We look to Evangelium vitae, the encyclical on life from Bl. John Paul II: “A particular problem of conscience can arise in cases where a legislative vote would be decisive for the passage of a more restrictive law, aimed at limiting the number of authorized abortions, in place of a more permissive law already passed or ready to be voted on. Such cases are not infrequent. It is a fact that while in some parts of the world there continue to be campaigns to introduce laws favouring abortion, often supported by powerful international organizations, in other nations-particularly those which have already experienced the bitter fruits of such permissive legislation-there are growing signs of a rethinking in this matter. In a case like the one just mentioned, when it is not possible to overturn or completely abrogate a pro-abortion law, an elected official, whose absolute personal opposition to procured abortion was well known, could licitly support proposals aimed at limiting the harm done by such a law and at lessening its negative consequences at the level of general opinion and public morality. This does not in fact represent an illicit cooperation with an unjust law, but rather a legitimate and proper attempt to limit its evil aspects.” (n.73)
Circumstances in which a pro-life politician can vote pro-abortion
1) The pro-abortion law must be less pro-abortion than the current status quo. It must constitute a move toward a pro-life stance.
2) It must be impossible (or at least very nearly impossible) to overturn completely the current pro-abortion law.
3) The politician must be unquestionably pro-life, and this must be publicly known.
4) The politician must have the intention of using this less pro-abortion law as a step toward ultimately eradicating abortion all together.
It seems to me, as one who admittedly knows very little about politics and has almost no political views, that President George W. Bush could fit this category. It was well known that he was personally against abortion and wanted to see it completely removed from society. Yet, as a politician, he was not willing to push for legislation which would make abortion illegal in all cases – rather (as I understand it), he allowed for exceptions in cases of rape. Still, it seems that even this pro-abortion stance was taken as a means of compromise so as to get at least some progress in the pro-life cause.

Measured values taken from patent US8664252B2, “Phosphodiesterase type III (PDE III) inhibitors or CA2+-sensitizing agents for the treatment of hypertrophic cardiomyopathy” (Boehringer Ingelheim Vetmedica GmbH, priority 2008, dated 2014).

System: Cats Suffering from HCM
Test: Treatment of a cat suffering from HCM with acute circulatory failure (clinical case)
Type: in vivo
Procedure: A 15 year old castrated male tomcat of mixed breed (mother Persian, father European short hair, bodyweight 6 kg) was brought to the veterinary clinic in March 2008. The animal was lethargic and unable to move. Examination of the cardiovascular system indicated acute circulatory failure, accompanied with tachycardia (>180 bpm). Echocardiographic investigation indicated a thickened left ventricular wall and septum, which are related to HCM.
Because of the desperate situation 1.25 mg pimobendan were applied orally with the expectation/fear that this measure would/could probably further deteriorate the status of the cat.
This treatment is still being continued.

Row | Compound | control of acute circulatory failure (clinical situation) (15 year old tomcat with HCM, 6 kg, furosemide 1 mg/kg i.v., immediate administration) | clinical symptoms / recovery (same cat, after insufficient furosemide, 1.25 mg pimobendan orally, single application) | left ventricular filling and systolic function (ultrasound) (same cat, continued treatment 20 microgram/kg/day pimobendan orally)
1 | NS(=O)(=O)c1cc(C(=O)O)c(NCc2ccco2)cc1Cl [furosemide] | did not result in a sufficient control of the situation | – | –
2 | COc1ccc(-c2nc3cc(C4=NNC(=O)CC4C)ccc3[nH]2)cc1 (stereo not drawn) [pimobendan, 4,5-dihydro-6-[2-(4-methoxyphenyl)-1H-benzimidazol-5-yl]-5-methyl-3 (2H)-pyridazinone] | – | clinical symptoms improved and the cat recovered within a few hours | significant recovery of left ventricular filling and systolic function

What is very clearly not acceptable, however, is the stance of those who claim to be working against abortion but who do nothing in practice to pass pro-life (or at least less pro-abortion) legislation. It is not permissible to vote pro-abortion when there is a viable pro-life option (or when there is a less pro-abortion option). Neither can a politician claim to be working against abortion simply by attempting to increase the standard of living for the lower classes while at the same time voting pro-abortion.
The only licit way in which a politician may vote for a pro-abortion law, is if that law is less pro-abortion than the current status quo and if that politician can find no other feasible means of limiting abortions. In such cases, it would be permissible for a pro-life politician to vote in favor of a bill which permits abortion in certain restricted cases (e.g. rape) while limiting the availability of abortion over all.

NOTE: As I will be on vacation from October 3rd through the 14th, the comment box will be closed. It will be opened from the 15th.